Mike Hirst, former managing director of Bendigo and Adelaide Bank, has been appointed to the new National COVID-19 Commission (NCC) advisory board as a financial services consultant to the federal government.
Mr Hirst served as Bendigo and Adelaide Bank’s managing director for nine years before retiring in July 2018 and has also served as deputy chair of the Australian Banking Association (ABA) and as a director of the federal government’s Financial Sector Advisory Council.
The former Bendigo MD is one of six new advisory board members, which include Samantha Hogg (resources and infrastructure), Su McCluskey (agriculture and regional Australia), Bao Hoang (business and healthcare services), Laura Berry (indigenous business and procurement) and Paul Howes (superannuation, workforce and workplace relations).
The board will be charged with harnessing the JobMaker program to spark a “business-led” recovery following the coronavirus pandemic.
Prime Minister Scott Morrison has expanded the NCC’s remit (formerly known as the National COVID-19 Coordination Commission) from its initial task of advising the government on its health response to the COVID-19 pandemic, to focus on the economic recovery of the country.
“While the health response continues to be of the utmost importance in managing outbreaks as they arise, we have to continue our focus on recovery and reform,” the Prime Minister said.
“The government’s JobMaker plan is built on enabling a business-led economic recovery. We are driving skills and training reform, bringing business and unions together to create the industrial relations conditions to get people into work, locking in affordable and reliable energy, expanding opportunities for small business in the digital economy, boosting our manufacturing capability, underpinning renewed housing construction, delivering a record infrastructure investment pipeline, deregulation and streamlining project approvals and federation reform.
“And there is more to do on issues such as taxation, research collaboration and ensuring regional Australia prospers in the years ahead.”
The advisory board will continue to be led by Nev Power, who has served as chair alongside existing board members Jane Halton, Paul Little and David Thodey.
Mr Power welcomed the expansion of the board’s remit.
“There will continue to be a concerted effort from across governments and health authorities to get on top of outbreaks, but at the same time we’ve arrived at a point where we need to sharpen our focus on the government’s plan for recovery,” he said.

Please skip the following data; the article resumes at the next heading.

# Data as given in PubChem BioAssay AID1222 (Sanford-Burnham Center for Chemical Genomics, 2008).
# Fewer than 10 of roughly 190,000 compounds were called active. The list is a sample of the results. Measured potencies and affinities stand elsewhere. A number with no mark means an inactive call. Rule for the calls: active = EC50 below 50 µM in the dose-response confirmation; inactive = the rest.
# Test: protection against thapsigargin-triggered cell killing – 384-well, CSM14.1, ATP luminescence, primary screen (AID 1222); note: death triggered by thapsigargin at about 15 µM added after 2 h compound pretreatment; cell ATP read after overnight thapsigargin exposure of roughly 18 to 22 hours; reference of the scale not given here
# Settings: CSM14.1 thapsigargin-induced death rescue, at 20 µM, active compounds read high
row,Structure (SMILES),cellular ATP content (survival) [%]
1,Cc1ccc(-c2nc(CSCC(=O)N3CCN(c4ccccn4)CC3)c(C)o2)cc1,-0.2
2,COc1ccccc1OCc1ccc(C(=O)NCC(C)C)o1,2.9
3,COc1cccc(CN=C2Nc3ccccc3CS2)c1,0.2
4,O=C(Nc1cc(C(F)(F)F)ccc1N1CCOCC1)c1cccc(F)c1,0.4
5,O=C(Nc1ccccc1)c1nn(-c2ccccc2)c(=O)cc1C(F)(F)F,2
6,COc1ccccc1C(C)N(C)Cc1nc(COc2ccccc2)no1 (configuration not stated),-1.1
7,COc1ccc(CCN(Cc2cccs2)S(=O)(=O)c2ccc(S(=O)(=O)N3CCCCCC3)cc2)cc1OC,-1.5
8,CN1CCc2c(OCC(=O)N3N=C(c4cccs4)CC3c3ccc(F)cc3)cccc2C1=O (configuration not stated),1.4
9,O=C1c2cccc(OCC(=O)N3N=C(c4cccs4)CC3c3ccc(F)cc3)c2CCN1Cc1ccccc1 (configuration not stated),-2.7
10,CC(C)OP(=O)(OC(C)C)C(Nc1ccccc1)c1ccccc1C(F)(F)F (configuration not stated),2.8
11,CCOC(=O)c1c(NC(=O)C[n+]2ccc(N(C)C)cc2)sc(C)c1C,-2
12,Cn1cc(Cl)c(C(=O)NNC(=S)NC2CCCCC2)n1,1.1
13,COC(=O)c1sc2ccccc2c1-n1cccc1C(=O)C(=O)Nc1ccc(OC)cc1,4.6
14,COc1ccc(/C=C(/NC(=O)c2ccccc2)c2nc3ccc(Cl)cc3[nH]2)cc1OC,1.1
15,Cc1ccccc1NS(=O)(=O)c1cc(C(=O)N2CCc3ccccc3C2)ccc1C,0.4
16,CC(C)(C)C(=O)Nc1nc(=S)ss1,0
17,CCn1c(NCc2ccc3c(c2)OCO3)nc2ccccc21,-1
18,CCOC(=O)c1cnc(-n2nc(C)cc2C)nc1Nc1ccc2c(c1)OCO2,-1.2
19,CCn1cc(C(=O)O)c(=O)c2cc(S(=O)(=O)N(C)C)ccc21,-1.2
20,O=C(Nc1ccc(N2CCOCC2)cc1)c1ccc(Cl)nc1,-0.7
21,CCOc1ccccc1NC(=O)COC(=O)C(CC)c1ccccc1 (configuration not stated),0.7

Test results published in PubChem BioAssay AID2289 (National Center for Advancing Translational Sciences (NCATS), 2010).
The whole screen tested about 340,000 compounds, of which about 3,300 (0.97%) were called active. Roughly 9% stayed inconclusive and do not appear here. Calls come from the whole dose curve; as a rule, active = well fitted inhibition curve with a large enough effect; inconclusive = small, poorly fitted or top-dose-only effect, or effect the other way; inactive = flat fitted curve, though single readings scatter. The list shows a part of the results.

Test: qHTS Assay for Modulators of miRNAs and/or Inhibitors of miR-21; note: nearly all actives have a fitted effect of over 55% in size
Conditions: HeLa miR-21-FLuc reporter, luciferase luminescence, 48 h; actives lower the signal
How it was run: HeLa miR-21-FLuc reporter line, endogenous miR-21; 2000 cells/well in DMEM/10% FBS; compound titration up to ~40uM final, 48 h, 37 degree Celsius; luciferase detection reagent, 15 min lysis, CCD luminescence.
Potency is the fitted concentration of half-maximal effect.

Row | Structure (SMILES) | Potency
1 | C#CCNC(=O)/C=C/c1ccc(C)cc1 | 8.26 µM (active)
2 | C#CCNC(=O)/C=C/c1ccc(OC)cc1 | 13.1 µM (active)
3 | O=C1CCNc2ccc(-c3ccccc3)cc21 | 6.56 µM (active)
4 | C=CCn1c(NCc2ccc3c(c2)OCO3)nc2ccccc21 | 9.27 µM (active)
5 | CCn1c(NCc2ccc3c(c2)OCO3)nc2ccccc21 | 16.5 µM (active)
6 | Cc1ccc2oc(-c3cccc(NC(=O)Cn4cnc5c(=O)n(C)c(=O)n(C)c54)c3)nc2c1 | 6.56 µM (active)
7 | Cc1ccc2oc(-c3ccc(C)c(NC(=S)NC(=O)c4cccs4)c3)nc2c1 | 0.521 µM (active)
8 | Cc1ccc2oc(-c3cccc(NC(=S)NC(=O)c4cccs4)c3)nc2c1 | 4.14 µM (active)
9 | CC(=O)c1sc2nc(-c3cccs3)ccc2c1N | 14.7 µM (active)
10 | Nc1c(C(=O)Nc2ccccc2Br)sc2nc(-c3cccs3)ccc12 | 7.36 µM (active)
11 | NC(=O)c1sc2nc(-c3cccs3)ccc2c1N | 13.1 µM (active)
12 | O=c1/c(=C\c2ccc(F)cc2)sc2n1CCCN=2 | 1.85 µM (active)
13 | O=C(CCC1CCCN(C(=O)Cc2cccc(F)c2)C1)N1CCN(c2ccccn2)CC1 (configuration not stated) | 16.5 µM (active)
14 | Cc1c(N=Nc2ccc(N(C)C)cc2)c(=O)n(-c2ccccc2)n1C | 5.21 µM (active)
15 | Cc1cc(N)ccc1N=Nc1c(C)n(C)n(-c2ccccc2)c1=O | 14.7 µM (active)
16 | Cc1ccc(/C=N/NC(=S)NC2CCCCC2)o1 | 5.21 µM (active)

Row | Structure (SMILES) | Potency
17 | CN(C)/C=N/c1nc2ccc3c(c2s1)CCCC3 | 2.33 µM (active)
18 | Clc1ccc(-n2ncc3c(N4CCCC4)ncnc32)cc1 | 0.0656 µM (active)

“I am delighted that our board of highly committed and engaged commissioners and secretaries of key government agencies will be joined in this task by six additional leaders from across the private sector.
“I welcome our new members to the board and look forward to continuing our important work.”
The announcement has come just days after Commonwealth Treasurer Josh Frydenberg shed light on the impact of the COVID-19 pandemic on the nation’s economic and fiscal position.
Mr Frydenberg revealed that the Commonwealth budget is projected to fall from balance in 2018-19 to an $85.8 billion deficit in 2019-20 and a $184.5 billion deficit in 2020-21.
According to Treasury, the record-high increase in the projected deficit reflects the federal government’s $289-billion stimulus program, a cumulative decline in tax receipts of $95.6 billion over the course of 2019-20 and 2020-21, and a $15.7-billion increase in payment variations.
The fiscal response to the COVID-19 pandemic is estimated to have increased real GDP by 0.75 per cent in 2019-20 and 4.25 per cent in 2020-21, and estimated to have lowered the peak unemployment rate – expected to hit 9.25 per cent by the end of 2020 (highest since September 1994) – by around 5 percentage points.
However, despite the government’s stimulus program, Australia’s real GDP is forecast to contract by 7 per cent in the June quarter, and by 3.75 per cent over the 2020 calendar year, before recovering in 2021, with real GDP growth of 2.5 per cent.